A better state of peace

Monday, November 30th, 2009

Younghusband shares a gem of a story from B. H. Liddell Hart’s Strategy:

Poised outside of the newly re-enforced capital of Sparta, the Theban general Epaminondas knew that beginning a siege against the city would only wear down his troops who had already campaigned deep into Spartan territory during the mid-winter of 370BC. His force was a collection of Arcadian peoples and included a large number of Helots — the Spartan underclass — among other “disaffected elements”. Epaminondas decided on a new tack. Rather than conquering the Spartans, he would contain them.
At Mount Ithome, the natural citadel of Messenia, he founded a city as the capital of a new Messenian state, established there all the insurgent elelments that had joined him, and used the booty he had gained during the invasion as an endowment for the new state. This was to be a check and counterpoise to Sparta in southern Greece. By its secure establisment she lost half her territory and more than half her serfs. Through Epiminondas’s foundation of Megalopolis, in Arcadia, as a further check, Sparta was hemmed in both politically and by a chain of fortresses, so that the economic roots of her military supremacy were severed.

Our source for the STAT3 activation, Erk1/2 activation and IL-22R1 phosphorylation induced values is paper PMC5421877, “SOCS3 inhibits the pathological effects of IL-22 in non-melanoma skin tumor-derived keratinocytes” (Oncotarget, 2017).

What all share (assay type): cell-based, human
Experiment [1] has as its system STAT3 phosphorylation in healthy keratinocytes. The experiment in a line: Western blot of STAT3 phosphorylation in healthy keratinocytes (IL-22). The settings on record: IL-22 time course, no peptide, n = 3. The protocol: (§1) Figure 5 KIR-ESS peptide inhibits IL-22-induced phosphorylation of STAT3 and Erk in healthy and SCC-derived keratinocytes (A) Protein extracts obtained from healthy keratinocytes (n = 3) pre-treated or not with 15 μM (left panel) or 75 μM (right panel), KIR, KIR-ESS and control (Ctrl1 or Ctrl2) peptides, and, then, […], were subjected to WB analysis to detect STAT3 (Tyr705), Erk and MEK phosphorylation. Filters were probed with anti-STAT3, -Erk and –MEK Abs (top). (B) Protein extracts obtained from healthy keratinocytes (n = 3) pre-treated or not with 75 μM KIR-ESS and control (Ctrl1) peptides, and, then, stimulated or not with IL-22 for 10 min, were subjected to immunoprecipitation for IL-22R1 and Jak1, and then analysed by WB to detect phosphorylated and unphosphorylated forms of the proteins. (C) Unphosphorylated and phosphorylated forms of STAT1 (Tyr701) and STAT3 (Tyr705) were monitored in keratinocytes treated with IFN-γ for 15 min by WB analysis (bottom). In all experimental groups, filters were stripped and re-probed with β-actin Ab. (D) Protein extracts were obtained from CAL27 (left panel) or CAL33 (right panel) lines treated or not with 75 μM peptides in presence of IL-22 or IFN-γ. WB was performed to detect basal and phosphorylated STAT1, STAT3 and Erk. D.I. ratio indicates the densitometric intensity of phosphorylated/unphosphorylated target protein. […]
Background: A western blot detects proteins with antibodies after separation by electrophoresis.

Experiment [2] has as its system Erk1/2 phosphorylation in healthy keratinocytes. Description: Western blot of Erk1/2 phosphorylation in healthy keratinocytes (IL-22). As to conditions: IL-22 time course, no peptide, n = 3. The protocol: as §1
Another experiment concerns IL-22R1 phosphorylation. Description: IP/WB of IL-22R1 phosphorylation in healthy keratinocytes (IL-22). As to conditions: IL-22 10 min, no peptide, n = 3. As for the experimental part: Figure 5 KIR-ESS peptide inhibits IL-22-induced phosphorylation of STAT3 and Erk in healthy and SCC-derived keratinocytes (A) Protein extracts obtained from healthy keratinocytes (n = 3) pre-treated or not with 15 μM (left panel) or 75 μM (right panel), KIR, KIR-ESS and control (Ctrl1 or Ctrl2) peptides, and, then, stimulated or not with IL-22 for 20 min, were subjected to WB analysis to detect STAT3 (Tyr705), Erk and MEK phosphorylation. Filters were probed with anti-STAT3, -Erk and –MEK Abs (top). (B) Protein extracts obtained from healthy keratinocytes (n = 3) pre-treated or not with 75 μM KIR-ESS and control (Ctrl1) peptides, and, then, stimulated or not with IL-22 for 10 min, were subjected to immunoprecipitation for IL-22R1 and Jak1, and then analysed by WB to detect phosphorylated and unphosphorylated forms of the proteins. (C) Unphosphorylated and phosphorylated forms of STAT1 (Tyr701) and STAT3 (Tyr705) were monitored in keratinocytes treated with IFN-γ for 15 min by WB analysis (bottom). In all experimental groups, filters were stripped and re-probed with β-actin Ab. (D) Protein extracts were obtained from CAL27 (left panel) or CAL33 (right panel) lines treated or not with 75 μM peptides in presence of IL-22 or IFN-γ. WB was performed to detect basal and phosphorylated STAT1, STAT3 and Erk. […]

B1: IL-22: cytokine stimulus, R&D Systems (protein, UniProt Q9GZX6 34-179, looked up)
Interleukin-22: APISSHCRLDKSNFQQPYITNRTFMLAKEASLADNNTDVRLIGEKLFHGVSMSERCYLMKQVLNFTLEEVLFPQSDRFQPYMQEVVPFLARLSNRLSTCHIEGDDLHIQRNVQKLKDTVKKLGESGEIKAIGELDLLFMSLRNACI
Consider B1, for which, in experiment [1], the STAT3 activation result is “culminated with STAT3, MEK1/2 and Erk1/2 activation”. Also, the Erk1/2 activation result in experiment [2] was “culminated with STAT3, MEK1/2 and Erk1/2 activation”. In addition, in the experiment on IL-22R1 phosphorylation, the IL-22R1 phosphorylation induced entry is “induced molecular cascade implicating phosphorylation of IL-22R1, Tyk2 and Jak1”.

Epaminondas’s strategy successfully dislocated the power base of Sparta after just a few months campaigning, and no victories in the field. After all, the object of war is not to destroy your opponent’s military force, but to “obtain a better state of peace — even if only from your own point of view.”

Liddell Hart also has “a knack for writing pithy little axioms about strategy”:

“To strike with strong effect, one must strike at weakness.” (pp. 212)

“The true purpose of strategy is to diminish the possibility of resistance.” (pp. 213)

“While strategy is the opposite of morality, as it is largely concerned with the art of deception, grand strategy tends to coincide with morality” (pp. 220)

“The object in war is a better state of peace — even if only from your own point of view.” (pp. 338)

“It is wiser to run the risks of war for the sake of preserving peace than to run risks of exhaustion in war for the sake of finishing with victory…” (pp. 357)

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